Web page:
So, what exactly is a backhanded compliment? It’s a term we hear thrown around a lot, but few may know its true definition. The folks at Psychology Today explain it with this example: “A colleague may pretend to give you a compliment, yet when you get a chance to think about it, you realize it’s really an insult in disguise.”
This is a passive-aggressive person’s way of expressing distaste, while remaining “friendly” enough to avoid a fight. If you find that you maneuver your way around heated arguments by masking your put-downs with courtesies, it’s time to start addressing exactly what you mean by those comments.
7 You downplay personal statements or requests.
In simple terms, passive-aggressive people are afraid, ashamed, and unwilling to express themselves. So, when they do work up the courage to do so, they make sure to preface what they’re about to say with something that will make it seem less significant. For example, Julie Williamson, a licensed professional counselor, notes that you can catch yourself being passive-aggressive by asking yourself if you are qualifying your requests with things like, “This is so silly, but…”
8 You’ve got all the hot gossip.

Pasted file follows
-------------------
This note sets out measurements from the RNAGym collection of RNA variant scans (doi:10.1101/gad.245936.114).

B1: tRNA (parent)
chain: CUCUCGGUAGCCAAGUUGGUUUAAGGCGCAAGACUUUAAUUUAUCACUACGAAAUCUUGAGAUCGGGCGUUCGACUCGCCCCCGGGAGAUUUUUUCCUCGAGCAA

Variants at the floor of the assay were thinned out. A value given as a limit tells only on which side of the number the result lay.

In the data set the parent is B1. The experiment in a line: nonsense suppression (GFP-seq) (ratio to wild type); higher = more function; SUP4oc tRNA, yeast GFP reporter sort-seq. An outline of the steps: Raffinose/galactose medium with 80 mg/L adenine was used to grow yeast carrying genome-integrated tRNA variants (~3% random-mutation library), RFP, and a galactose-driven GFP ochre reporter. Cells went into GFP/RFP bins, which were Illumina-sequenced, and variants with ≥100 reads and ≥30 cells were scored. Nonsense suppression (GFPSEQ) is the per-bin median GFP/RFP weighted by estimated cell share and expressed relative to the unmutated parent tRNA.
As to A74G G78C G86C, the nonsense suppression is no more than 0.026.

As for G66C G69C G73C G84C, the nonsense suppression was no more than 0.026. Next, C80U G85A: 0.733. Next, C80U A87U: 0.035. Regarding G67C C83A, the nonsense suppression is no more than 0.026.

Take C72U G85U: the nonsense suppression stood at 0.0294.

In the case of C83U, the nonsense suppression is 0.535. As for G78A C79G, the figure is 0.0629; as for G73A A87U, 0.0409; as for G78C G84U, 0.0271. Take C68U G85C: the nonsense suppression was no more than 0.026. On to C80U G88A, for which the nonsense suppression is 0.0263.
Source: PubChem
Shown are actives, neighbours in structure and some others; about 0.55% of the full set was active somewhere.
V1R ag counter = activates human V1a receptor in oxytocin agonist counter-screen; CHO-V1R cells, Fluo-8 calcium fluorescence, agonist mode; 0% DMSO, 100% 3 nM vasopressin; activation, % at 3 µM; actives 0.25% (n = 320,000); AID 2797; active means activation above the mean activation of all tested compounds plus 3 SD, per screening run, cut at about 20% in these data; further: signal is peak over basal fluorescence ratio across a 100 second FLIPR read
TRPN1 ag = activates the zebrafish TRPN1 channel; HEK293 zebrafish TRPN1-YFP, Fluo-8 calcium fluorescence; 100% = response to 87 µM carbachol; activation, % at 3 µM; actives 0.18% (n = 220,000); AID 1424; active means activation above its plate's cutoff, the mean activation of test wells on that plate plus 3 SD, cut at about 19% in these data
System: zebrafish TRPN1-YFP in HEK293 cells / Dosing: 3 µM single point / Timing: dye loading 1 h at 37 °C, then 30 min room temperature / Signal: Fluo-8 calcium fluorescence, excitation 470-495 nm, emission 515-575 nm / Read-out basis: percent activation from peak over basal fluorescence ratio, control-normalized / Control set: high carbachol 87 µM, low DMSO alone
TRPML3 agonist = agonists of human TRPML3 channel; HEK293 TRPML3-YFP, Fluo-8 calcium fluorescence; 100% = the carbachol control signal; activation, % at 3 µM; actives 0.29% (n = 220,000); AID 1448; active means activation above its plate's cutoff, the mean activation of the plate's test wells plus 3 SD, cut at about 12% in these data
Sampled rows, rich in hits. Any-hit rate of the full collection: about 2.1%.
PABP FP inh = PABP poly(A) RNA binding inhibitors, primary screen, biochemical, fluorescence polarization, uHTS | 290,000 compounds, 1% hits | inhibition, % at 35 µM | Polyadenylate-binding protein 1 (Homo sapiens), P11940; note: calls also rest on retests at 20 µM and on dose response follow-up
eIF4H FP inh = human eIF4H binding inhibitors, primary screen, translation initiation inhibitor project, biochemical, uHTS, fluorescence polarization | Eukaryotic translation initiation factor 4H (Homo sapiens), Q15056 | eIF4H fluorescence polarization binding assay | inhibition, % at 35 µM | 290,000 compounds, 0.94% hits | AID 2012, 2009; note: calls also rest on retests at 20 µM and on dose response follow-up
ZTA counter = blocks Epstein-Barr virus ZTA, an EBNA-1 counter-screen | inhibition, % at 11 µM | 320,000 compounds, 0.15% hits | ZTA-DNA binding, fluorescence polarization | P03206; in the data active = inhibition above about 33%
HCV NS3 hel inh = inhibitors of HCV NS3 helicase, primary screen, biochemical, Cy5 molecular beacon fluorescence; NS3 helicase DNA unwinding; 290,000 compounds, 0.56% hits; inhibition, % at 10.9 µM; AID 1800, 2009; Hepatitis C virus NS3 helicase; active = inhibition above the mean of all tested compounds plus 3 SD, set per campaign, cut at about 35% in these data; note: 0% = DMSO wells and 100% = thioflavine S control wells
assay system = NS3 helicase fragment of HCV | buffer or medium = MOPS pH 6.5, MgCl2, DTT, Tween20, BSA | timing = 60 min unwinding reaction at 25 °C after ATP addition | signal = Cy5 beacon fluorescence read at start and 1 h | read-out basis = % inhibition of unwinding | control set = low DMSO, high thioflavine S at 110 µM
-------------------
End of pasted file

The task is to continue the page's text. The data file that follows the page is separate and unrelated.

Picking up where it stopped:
Talking smack behind someone’s back is a great way to vent about your frustration without having to directly confront that person. Issa notes that passive-aggressive people “might tell someone about something that someone else did that upset them, in order to indirectly communicate to them that they should behave differently.” In this case, your subconscious hope is that the person you’re gossiping with will tell the person you’re upset, relieving you from the responsibility of doing so yourself.
If reading this made you feel like you were back in middle school when things were communicated by so-and-so telling so-and-so, who then told so-and-so, that’s because this kind of passive-aggressive behavior is incredibly immature. Let’s leave it to the middle schoolers, yeah?
9 You enjoy being left alone at work.